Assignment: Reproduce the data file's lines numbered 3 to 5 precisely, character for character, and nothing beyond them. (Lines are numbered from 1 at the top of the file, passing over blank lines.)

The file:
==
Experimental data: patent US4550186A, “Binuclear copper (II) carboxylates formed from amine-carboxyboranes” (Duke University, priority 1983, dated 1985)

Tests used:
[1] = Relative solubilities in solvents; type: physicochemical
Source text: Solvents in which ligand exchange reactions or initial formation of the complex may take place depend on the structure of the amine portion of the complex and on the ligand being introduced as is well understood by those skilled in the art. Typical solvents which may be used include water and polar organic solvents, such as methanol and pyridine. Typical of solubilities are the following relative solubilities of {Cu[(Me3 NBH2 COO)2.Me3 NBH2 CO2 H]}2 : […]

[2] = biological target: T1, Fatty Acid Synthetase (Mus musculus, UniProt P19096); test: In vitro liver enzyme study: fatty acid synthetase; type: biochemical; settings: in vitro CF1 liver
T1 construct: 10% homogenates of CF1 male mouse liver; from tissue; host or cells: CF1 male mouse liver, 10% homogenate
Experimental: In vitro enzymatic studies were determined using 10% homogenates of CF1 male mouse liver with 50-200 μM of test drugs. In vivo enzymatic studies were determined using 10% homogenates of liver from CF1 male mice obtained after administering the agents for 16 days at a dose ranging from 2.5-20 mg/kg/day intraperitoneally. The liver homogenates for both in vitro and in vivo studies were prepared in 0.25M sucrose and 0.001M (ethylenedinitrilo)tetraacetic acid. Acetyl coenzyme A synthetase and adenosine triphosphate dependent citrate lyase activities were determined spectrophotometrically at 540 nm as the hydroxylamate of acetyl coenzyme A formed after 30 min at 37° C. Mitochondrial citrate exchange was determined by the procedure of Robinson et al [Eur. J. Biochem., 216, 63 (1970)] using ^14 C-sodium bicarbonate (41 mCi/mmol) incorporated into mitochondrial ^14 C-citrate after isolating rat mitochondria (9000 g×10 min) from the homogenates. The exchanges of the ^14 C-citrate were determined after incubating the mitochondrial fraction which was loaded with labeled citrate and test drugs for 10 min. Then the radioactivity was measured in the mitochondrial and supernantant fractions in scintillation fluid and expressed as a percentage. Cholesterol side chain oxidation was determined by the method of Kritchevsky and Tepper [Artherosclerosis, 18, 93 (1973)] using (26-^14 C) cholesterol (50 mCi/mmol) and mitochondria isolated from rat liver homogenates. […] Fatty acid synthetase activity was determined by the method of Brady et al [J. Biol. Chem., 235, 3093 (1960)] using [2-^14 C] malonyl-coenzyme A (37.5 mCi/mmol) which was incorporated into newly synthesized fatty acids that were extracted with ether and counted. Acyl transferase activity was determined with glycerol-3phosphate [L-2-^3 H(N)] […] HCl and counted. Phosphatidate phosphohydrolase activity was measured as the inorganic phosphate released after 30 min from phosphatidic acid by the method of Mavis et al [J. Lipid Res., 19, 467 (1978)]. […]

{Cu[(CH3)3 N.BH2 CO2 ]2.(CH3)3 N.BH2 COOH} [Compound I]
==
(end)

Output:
[1] = Relative solubilities in solvents; type: physicochemical
Source text: Solvents in which ligand exchange reactions or initial formation of the complex may take place depend on the structure of the amine portion of the complex and on the ligand being introduced as is well understood by those skilled in the art. Typical solvents which may be used include water and polar organic solvents, such as methanol and pyridine. Typical of solubilities are the following relative solubilities of {Cu[(Me3 NBH2 COO)2.Me3 NBH2 CO2 H]}2 : […]

[2] = biological target: T1, Fatty Acid Synthetase (Mus musculus, UniProt P19096); test: In vitro liver enzyme study: fatty acid synthetase; type: biochemical; settings: in vitro CF1 liver